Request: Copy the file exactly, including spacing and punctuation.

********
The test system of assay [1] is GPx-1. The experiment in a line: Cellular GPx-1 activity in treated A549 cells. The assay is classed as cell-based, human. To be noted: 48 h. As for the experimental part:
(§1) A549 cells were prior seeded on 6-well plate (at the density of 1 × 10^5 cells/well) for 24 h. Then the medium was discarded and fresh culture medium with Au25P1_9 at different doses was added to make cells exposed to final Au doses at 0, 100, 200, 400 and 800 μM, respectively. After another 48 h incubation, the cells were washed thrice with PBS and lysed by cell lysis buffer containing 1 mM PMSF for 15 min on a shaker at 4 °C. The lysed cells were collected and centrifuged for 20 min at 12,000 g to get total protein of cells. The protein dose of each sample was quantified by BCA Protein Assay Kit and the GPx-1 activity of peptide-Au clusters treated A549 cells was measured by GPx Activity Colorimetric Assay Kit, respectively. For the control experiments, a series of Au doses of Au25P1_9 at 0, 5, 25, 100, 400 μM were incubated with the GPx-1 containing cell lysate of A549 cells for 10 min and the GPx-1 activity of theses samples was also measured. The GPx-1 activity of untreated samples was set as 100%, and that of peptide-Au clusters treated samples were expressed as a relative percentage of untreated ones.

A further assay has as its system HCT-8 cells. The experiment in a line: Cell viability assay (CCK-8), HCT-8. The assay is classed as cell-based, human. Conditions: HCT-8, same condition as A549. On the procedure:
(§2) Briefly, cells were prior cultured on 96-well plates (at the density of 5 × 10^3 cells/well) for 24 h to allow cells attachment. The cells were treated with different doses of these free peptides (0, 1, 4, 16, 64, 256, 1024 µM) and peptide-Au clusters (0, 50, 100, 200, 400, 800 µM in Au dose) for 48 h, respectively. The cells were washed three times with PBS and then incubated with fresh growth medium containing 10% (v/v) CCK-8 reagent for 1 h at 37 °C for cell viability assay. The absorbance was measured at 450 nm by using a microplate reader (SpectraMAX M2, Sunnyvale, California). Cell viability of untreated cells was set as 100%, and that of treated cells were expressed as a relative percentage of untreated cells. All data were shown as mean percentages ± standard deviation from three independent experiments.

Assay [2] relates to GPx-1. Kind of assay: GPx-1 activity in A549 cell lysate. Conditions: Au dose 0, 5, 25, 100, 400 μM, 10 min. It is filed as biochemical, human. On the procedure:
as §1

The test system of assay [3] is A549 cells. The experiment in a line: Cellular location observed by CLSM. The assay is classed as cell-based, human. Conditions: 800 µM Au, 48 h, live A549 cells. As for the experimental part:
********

The test system of assay [1] is GPx-1. The experiment in a line: Cellular GPx-1 activity in treated A549 cells. The assay is classed as cell-based, human. To be noted: 48 h. As for the experimental part:
(§1) A549 cells were prior seeded on 6-well plate (at the density of 1 × 10^5 cells/well) for 24 h. Then the medium was discarded and fresh culture medium with Au25P1_9 at different doses was added to make cells exposed to final Au doses at 0, 100, 200, 400 and 800 μM, respectively. After another 48 h incubation, the cells were washed thrice with PBS and lysed by cell lysis buffer containing 1 mM PMSF for 15 min on a shaker at 4 °C. The lysed cells were collected and centrifuged for 20 min at 12,000 g to get total protein of cells. The protein dose of each sample was quantified by BCA Protein Assay Kit and the GPx-1 activity of peptide-Au clusters treated A549 cells was measured by GPx Activity Colorimetric Assay Kit, respectively. For the control experiments, a series of Au doses of Au25P1_9 at 0, 5, 25, 100, 400 μM were incubated with the GPx-1 containing cell lysate of A549 cells for 10 min and the GPx-1 activity of theses samples was also measured. The GPx-1 activity of untreated samples was set as 100%, and that of peptide-Au clusters treated samples were expressed as a relative percentage of untreated ones.

A further assay has as its system HCT-8 cells. The experiment in a line: Cell viability assay (CCK-8), HCT-8. The assay is classed as cell-based, human. Conditions: HCT-8, same condition as A549. On the procedure:
(§2) Briefly, cells were prior cultured on 96-well plates (at the density of 5 × 10^3 cells/well) for 24 h to allow cells attachment. The cells were treated with different doses of these free peptides (0, 1, 4, 16, 64, 256, 1024 µM) and peptide-Au clusters (0, 50, 100, 200, 400, 800 µM in Au dose) for 48 h, respectively. The cells were washed three times with PBS and then incubated with fresh growth medium containing 10% (v/v) CCK-8 reagent for 1 h at 37 °C for cell viability assay. The absorbance was measured at 450 nm by using a microplate reader (SpectraMAX M2, Sunnyvale, California). Cell viability of untreated cells was set as 100%, and that of treated cells were expressed as a relative percentage of untreated cells. All data were shown as mean percentages ± standard deviation from three independent experiments.

Assay [2] relates to GPx-1. Kind of assay: GPx-1 activity in A549 cell lysate. Conditions: Au dose 0, 5, 25, 100, 400 μM, 10 min. It is filed as biochemical, human. On the procedure:
as §1

The test system of assay [3] is A549 cells. The experiment in a line: Cellular location observed by CLSM. The assay is classed as cell-based, human. Conditions: 800 µM Au, 48 h, live A549 cells. As for the experimental part: